# Eigenvectors and eigenvalues - how to find the column vector

1. Nov 19, 2012

### Tala.S

Hi

We have a matrix A (picture), the eigenvalues are λ1 = 4 and λ2 = 1 and the eigenvectors are

λ1 : t(1,0,1)
λ2 : t1(1,0,2) + t2(0,1,0)

I have to examine if there's a column vector v that satifies :

A*v = 2 v

I would say no there doesn't exist such a column vector v because 2 isn't an eigenvalue:

Av = λv

so

Av = 2v

but we know that λ is 4 or 1 and not 2

Am I wrong ?

I would be nice if someone could give me their opinion :)

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Last edited: Nov 19, 2012
2. Nov 19, 2012

### AlephZero

You seem to understand what eigenvalnes and vectors are, which is good.

But you aren't quite right. There IS a vector that satisfies A*v = 2 v, but you might think it's not a very interesting vector.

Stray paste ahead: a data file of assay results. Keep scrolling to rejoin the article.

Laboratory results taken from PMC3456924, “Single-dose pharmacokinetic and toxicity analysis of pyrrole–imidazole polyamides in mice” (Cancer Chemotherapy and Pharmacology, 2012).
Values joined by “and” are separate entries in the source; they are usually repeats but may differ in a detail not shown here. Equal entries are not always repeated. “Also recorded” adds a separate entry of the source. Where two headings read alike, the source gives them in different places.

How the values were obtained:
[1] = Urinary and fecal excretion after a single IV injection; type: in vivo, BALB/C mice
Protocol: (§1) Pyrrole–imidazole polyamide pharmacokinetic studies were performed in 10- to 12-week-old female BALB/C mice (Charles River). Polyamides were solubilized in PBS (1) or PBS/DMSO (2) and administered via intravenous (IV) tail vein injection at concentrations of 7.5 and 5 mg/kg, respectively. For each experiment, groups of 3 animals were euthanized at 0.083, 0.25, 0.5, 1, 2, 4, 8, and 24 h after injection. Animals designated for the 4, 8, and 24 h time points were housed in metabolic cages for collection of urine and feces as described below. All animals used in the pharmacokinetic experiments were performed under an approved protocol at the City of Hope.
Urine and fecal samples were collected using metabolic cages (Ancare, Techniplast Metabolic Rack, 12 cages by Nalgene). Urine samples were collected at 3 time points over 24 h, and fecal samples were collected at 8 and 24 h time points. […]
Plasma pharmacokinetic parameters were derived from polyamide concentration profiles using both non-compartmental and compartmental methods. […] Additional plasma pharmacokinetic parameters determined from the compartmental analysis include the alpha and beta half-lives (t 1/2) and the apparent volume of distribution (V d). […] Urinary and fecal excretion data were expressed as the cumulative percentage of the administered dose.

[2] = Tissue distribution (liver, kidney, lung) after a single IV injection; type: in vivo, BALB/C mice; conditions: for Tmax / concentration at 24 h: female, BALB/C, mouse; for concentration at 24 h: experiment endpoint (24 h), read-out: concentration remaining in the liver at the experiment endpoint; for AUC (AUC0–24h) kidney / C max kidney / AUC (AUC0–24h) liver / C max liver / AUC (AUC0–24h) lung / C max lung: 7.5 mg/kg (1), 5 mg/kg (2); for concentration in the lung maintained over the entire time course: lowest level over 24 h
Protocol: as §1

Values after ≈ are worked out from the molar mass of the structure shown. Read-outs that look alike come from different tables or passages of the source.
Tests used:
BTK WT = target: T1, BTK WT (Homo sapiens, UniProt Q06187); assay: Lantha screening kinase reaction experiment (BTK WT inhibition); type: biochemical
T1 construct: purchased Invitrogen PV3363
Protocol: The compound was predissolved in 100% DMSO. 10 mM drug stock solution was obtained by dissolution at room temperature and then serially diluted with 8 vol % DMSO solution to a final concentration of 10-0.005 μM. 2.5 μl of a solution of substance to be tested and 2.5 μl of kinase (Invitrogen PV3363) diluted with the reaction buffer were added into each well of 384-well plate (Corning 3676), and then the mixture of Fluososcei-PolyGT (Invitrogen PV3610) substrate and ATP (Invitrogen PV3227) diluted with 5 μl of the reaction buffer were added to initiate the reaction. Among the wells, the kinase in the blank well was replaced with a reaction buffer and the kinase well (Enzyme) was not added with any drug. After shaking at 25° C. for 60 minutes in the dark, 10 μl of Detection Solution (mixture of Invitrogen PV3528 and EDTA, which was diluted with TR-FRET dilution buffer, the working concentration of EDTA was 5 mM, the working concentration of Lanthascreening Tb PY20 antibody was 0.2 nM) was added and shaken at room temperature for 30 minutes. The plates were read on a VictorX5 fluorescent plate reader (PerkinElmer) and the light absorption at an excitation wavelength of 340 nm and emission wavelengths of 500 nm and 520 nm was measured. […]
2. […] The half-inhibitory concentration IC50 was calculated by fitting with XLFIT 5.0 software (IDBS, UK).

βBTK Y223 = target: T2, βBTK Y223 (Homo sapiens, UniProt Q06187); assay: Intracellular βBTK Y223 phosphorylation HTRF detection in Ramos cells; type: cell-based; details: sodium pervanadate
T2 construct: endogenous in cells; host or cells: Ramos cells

Try solving (A - 2I)v = 0, and see what you get.

3. Nov 19, 2012

### Tala.S

When I solve it I get

v =

(1 0)
(0 0)
(0 0)

?

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4. Nov 19, 2012

### Erland

You cannot use Maple in this way. You should use linsolve(A1,b) or LinearSolve(A1,b). Or better, do it by hand.

5. Nov 19, 2012

### HallsofIvy

Staff Emeritus
I don't understand what you mean by that. Your vectors before were single columns of three numbers. How could v be two columns?

You were close to right when you said before "doesn't exist such a column vector v because 2 isn't an eigenvalue". What is true is that $\lambda$ is an eigenvalue for matrix A if and only if there exist a non-trivial (i.e. non-zero) vector v such that $Av= \lambda v$.

Since two is not an eigenvalue, there cannot exist a non-trivial vector but, as
Aleph-zero said, "There IS a vector that satisfies A*v = 2 v, but you might think it's not a very interesting vector.".

6. Nov 19, 2012

### Tala.S

So the vector is (0,0,0) ?

Or have I completely misunderstood this ?

7. Nov 19, 2012

### Erland

Right. But it is not counted as an eigenvector.

8. Nov 19, 2012

### AlephZero

Correct. The question asked you to find a column vector, not a non-zero column vector!

You only get non-zero solutions of Av = λv when λ is an eigenvalue, but v = 0 is a solution for any value of λ.